Newsome v. SSA

Filing 41

MEMORANDUM OPINION & ORDER: (1) Plaintiff's Motion for Summary Judgment (DE 32 ) is DENIED; (2) Commissioner's Motion for Summary Judgment (DE 33 ) is GRANTED. Signed by Judge Joseph M. Hood on 3/17/2017. (TDA) cc: COR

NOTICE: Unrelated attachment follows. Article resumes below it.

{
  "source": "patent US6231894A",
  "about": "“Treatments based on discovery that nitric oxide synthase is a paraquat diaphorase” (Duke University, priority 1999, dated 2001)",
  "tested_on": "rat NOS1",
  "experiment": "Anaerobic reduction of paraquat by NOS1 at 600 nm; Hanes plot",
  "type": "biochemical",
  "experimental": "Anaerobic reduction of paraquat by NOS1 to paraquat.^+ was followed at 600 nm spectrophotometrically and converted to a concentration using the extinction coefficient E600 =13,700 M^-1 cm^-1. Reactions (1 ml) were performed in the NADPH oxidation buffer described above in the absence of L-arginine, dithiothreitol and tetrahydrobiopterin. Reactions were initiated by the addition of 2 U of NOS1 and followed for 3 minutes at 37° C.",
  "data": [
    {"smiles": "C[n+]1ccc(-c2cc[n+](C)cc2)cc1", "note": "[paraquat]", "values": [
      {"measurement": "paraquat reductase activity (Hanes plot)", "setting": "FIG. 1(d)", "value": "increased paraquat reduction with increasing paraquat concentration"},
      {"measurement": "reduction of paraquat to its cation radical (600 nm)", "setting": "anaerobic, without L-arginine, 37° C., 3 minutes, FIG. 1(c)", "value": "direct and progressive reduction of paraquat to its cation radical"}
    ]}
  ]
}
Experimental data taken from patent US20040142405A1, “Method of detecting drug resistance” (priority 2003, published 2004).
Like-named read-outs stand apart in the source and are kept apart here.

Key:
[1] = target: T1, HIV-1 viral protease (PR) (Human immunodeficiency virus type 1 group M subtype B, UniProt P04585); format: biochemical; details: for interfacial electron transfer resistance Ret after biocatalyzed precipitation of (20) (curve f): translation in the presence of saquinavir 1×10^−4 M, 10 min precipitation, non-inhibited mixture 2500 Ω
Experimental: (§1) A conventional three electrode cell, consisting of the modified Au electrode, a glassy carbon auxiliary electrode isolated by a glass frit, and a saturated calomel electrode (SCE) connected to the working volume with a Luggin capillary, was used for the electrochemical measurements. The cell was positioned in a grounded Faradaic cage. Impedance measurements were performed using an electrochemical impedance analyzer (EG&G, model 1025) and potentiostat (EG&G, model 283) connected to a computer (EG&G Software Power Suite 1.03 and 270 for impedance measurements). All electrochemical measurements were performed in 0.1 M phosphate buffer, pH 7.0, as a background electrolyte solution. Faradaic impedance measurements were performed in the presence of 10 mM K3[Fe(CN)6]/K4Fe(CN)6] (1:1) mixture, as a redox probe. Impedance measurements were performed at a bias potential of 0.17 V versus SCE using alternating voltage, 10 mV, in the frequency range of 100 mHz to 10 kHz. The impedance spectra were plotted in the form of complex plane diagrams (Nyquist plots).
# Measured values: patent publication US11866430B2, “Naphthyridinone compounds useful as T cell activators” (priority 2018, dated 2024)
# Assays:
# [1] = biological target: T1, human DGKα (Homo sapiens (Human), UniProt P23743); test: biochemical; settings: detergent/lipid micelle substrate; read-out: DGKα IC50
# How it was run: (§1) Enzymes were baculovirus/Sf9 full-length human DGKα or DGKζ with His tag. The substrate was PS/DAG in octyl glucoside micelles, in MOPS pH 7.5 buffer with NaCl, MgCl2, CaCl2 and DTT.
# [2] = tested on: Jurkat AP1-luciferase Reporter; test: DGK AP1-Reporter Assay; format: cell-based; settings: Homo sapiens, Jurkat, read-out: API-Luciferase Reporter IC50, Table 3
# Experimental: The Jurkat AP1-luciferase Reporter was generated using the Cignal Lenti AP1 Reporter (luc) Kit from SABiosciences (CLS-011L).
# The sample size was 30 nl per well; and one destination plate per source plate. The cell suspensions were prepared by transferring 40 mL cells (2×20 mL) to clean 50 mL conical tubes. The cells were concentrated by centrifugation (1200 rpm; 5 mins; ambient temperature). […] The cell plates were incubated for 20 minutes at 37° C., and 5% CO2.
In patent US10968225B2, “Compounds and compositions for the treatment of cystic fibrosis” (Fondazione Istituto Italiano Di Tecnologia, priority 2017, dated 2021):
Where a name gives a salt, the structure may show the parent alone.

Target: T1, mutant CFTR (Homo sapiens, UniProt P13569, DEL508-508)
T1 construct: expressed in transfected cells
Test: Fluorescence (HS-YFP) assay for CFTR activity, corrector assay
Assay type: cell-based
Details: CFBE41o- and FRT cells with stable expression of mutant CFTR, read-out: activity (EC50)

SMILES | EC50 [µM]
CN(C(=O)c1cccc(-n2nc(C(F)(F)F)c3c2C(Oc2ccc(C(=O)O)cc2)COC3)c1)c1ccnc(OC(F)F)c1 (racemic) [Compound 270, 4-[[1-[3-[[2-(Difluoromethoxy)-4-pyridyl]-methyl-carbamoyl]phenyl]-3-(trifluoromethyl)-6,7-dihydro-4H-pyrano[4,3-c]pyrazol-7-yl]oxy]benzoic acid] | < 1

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UNITED STATES DISTRICT COURT EASTERN DISTRICT OF KENTUCKY SOUTHERN DIVISION at PIKEVILLE RUTH NEWSOME, ) ) ) ) ) ) ) ) ) ) Plaintiff, v. NANCY A. BERRYHILL, Acting Commissioner of Social Security, Civil Case No. 16-cv-107JMH MEMORANDUM OPINION & ORDER Defendant. *** This matter is before the Court upon the cross-motions for summary judgment of the parties with respect to the decision of the ALJ on reconsideration of Plaintiff’s application benefits [DE 32, 33; Responses at DE 34, 35.] for In addition to briefing on these motions, the Court has had the benefit of oral argument by the parties during a telephonic hearing on February 21, 2017. Thus, these motions are ripe for decision. When reviewing a decision made by the ALJ, the Court may not “‘try the case de novo, resolve conflicts in evidence, or decide questions of credibility.’” Ulman v. Comm’r of Soc. Sec., 693 F.3d 709, 713 (6th Cir. 2012) (quoting Bass v. McMahon, 499 F.3d 506, conclusive 509 (6th Cir. as long as 2007)). they are “The ALJ’s supported by findings are substantial evidence.” 42 U.S.C. § 405(g); Foster v. Halter, 279 F.3d 348, 353 (6th Cir. 2001) (citations omitted). “means such relevant evidence as a Substantial evidence reasonable mind might accept.” Id. at 353 (quoting Kirk v Sec’y of Health & Human Servs., 667 F.2d 524, 535 (6th Cir. 1981)). The parties agree that when Newsome last worked in October 2005, she had depression and anxiety depression and anxiety worsened. and that, then, her The parties also agree that the relevant time period, as determined by the ALJ, extended from October 3, 2005, through July 12, 2007. Based on the evidence of those conditions in the record, the ALJ concluded that, “[d]uring the relevant period, the beneficiary had the following severe impairments: an adjustment depressed mood and a panic disorder.” disorder with [AR at 14.] She testified during her hearing before the ALJ that she experienced soreness and numbness in her dominant right hand during the relevant period under reconsideration [DE 40-41], and she argues that the ALJ erred when he did not conclude that her hand pain was a severe impairment because his decision was not supported by substantial evidence. Social Security Disability and An Adult Medical Report for associated records from East Kentucky Bone & Joint Surgery, P.S.C., documented her complaint of right forearm pain on August 8, 2006, and an x-ray performed in April 2006. she did not [AR at 339-44.] receive any Nonetheless, she testified that treatment 2 for symptoms during the period, which indicated that the condition did not limit her activities [AR at 14, 47.] The x-ray in question showed normal results and, while her physician, Dr. Shockey, recommended that she do exercises for any symptoms that resulted from overuse of the muscles [AR at 344], an agency examining physician reported an “entirely later. normal” physical examination only four months [AR at 657]; see also [AR at 713 (report of state agency physician Sudhideb Mukherjee, M.D., concluding that Plaintiff did not have a severe physical impairment)]. In other words, there is substantial evidence to support the ALJ’s conclusion that she did not relevant period. have a severe arm impairment during the See Foster v. Bowen, 853 F.2d 483, 489 (6th Cir. 1988) (the mere diagnosis of an impairment is not enough to show disability; a claimant must also prove its severity and functional impact). The same is true of the ALJ’s decision that her kidney stones and issues surrounding Plaintiff’s gynecological surgeries were short-term, acute conditions that did not meet the durational requirements. [See AR at 224-26 (surgical rectocele repair in January 2006); 523 (temporary restriction from heavy lifting and driving for two weeks following hysterectomy); 238, 361 (treatment for kidney stones in May and August, 2006).] While a reasonable mind could infer that she had recuperative periods following each of these procedures, she 3 cites no medical or other evidence in the record that supports a conclusion signal a of long-term severe functional impairment. restrictions Thus, the Court that would rejects her argument that the ALJ’s decision was unsupported by substantial evidence on this ground. Finally, she argues that the ALJ erroneously concluded that she did not have an impairment or combination of impairments that met or medically equaled the severity of one Listing 12.04 (affective disorders) in 20 CFR Part 404, subpt. P, app. 1. However, she evidence not borne under impairment has the listing supported by her burden through acceptable of demonstrating citation clinical to and an medical diagnostic techniques, Land v. Sec’y of Health and Human Servs., 814 F.2d 241, 245 (6th Cir. 1986), which “show[s] that [s]he suffers from one of these impairments or that [s]he suffers from one or more unlisted impairments that singly or in combination are the medical equivalent of a listed impairment.” Dorton v. Heckler, 789 F.2d respect 363, to 365–66 Listing (6th 12.04 Cir. 1986). (affective Specifically, disorders), with the ALJ concluded that the evidence upon which she now relies did not support the conclusion that she had marked limitations in activities of daily living and that it showed that she had only moderate limitations in maintaining social functioning and maintaining concentration, persistence, or pace, and that she 4 had not had repeated episodes of decompensation [AR 15-16]. She argues that his conclusion is not supported by the evidence that she had a two-year history of panic disorder which covered the relevant period. She relies, as well, on her testimony that she needed her husband’s help for chores at home, for driving, and for accomplishing tasks such as leaving the house and shopping. She argues that this evidence establishes that she meets Listing 12.04 when coupled with the report from consulting psychologist Timothy J. Carbary, Ph.D., in which he sets forth his opinion that she would have difficulty sustaining attention to tasks if pressured and experienced nervousness and a tendency to freeze under certain conditions, a propensity for panic, and that work related stress could lead to decompensation [AR at 733-41]. At best, however, the evidence could also support both the conclusion that her condition met the Listings and that it did not to reasonable but differing minds, but that is not enough. If reasonable minds could differ on the question, then substantial evidence supports the decision of the ALJ to deny benefits on this ground. Ultimately, none of her diagnoses alone nor in when considered in combination with her subjective complaints Plaintiff would met or require equaled a reasonable Listing mind 12.04. to conclude Rather, that there is substantial evidence of record to support the ALJ’s conclusion. See 20 C.F.R. p.t 404, subpt. P, app. 1 § 12.00(C)(1) (defining 5 activities of daily living), [AR at 46-47 (testimony concerning housework), AR at 169 and 172-73 (response to questionnaire in which husband reported that Plaintiff did household chores, went grocery shopping, and could handle money), AR at 635-36 (Plaintiff reported to consultative physician that she could use public transportation and make a budget)]; 20 C.F.R. p.t 404, subpt. P, app. 1 § 12.00(C)(2) (defining social functioning), [AR at 43, 169 (Plaintiff does not like being around crowds and liked to stay home), AR at 73, 632, 737 (Plaintiff went to church twice interpersonal a week), demeanor AR even at 733 while (Plaintiff exhibiting showed some good emotional lability during visit with physician); 20 C.F.R. pt. 404, subpt. P, app. 1 § 12.00(C)(3) (defining concentration, persistence, or pace), AR at 723, 727-30 (Plaintiff’s therapist’s notes indicate Plaintiff was alert and attentive with unimpaired cognition), AR at 733 (Dr. Carbary concluded Plaintiff could deploy and sustain attention to tasks and interview questions even when emotionality prompted a pause); 20 C.F.R. p.t 404, subpt. P, app. 1 § 12.00(C)(4) (defining decompensation as temporary increases in symptoms or signs accompanied by a loss of adaptive functioning); AR at 15 (concluding that there was no evidence that Plaintiff experienced any episodes of decompensation); see also AR at 639-49, 669-79 (agency medical consultants’ opinions that Plaintiff did not meet or equal the listings).] 6 It follows that, despite her arguments to the contrary, that the ALJ’s decision at the second step of the five step sequential analysis under which claims supported by substantial evidence. are considered was See Preslar v. Sec’y of Health & Hum. Servs., 14 F.3d 1107, 1110 (6th Cir. 1994) (citing 20 C.F.R. § 404.1520 (1982)) (“At the second step, we consider the medical severity of your impairment(s). If you do not have a severe medically determinable physical or mental impairment that meets the duration requirement in § 404.1509, or a combination of impairments that is severe and meets the duration requirement, we will find that you are not disabled.”). It follows that, in the absence of other arguments with respect to error at the subsequent steps in the sequential analysis, the decision of the ALJ and, in turn, the Acting Commissioner should be affirmed. arguments of Having counsel carefully and having considered reviewed the the briefing and Administrative Transcript, the Court concludes that the decision of the Acting Commissioner is supported by substantial evidence, that Plaintiff’s motion for summary judgment will be denied, and that Defendant’s motion for summary judgment will be granted. Accordingly, IT IS ORDERED: (1) That Plaintiff’s Motion for Summary Judgment [DE 32] is DENIED; 7 (2) That the Acting Commissioner’s Judgment [DE 33] is GRANTED. This the 17th day of March, 2017. 8 Motion for Summary